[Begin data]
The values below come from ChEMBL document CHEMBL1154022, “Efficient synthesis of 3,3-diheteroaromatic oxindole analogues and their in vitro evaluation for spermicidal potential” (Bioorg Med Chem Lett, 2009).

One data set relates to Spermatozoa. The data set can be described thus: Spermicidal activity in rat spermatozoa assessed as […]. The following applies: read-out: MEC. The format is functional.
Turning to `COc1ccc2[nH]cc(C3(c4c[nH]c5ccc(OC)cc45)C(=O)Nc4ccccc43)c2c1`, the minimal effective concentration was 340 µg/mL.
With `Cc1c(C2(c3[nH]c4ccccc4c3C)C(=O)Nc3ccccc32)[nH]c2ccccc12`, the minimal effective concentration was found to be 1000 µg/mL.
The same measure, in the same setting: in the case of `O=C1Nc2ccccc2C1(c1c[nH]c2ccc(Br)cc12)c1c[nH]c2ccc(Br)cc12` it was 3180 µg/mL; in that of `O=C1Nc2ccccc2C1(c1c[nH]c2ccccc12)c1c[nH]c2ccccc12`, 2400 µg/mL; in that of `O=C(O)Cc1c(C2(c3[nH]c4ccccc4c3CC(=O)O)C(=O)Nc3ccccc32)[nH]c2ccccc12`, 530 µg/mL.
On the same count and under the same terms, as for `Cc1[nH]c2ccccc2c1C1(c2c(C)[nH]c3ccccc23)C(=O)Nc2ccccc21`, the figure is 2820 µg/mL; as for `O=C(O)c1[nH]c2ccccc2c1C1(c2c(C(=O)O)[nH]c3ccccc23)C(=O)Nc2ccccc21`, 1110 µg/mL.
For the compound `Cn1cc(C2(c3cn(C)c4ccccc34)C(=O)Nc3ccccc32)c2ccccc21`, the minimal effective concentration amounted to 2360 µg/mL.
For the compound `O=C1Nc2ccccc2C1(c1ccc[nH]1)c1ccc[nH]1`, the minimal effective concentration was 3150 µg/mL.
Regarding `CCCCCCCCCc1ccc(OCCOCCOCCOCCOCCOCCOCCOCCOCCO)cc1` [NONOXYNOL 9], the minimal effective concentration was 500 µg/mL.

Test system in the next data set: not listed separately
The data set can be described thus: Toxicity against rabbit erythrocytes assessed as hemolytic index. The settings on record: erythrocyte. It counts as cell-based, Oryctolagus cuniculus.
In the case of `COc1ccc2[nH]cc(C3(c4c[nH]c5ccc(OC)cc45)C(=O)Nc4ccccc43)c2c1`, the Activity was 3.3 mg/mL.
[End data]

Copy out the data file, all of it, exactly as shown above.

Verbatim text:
The values below come from ChEMBL document CHEMBL1154022, “Efficient synthesis of 3,3-diheteroaromatic oxindole analogues and their in vitro evaluation for spermicidal potential” (Bioorg Med Chem Lett, 2009).

One data set relates to Spermatozoa. The data set can be described thus: Spermicidal activity in rat spermatozoa assessed as […]. The following applies: read-out: MEC. The format is functional.
Turning to `COc1ccc2[nH]cc(C3(c4c[nH]c5ccc(OC)cc45)C(=O)Nc4ccccc43)c2c1`, the minimal effective concentration was 340 µg/mL.
With `Cc1c(C2(c3[nH]c4ccccc4c3C)C(=O)Nc3ccccc32)[nH]c2ccccc12`, the minimal effective concentration was found to be 1000 µg/mL.
The same measure, in the same setting: in the case of `O=C1Nc2ccccc2C1(c1c[nH]c2ccc(Br)cc12)c1c[nH]c2ccc(Br)cc12` it was 3180 µg/mL; in that of `O=C1Nc2ccccc2C1(c1c[nH]c2ccccc12)c1c[nH]c2ccccc12`, 2400 µg/mL; in that of `O=C(O)Cc1c(C2(c3[nH]c4ccccc4c3CC(=O)O)C(=O)Nc3ccccc32)[nH]c2ccccc12`, 530 µg/mL.
On the same count and under the same terms, as for `Cc1[nH]c2ccccc2c1C1(c2c(C)[nH]c3ccccc23)C(=O)Nc2ccccc21`, the figure is 2820 µg/mL; as for `O=C(O)c1[nH]c2ccccc2c1C1(c2c(C(=O)O)[nH]c3ccccc23)C(=O)Nc2ccccc21`, 1110 µg/mL.
For the compound `Cn1cc(C2(c3cn(C)c4ccccc34)C(=O)Nc3ccccc32)c2ccccc21`, the minimal effective concentration amounted to 2360 µg/mL.
For the compound `O=C1Nc2ccccc2C1(c1ccc[nH]1)c1ccc[nH]1`, the minimal effective concentration was 3150 µg/mL.
Regarding `CCCCCCCCCc1ccc(OCCOCCOCCOCCOCCOCCOCCOCCOCCO)cc1` [NONOXYNOL 9], the minimal effective concentration was 500 µg/mL.

Test system in the next data set: not listed separately
The data set can be described thus: Toxicity against rabbit erythrocytes assessed as hemolytic index. The settings on record: erythrocyte. It counts as cell-based, Oryctolagus cuniculus.
In the case of `COc1ccc2[nH]cc(C3(c4c[nH]c5ccc(OC)cc45)C(=O)Nc4ccccc43)c2c1`, the Activity was 3.3 mg/mL.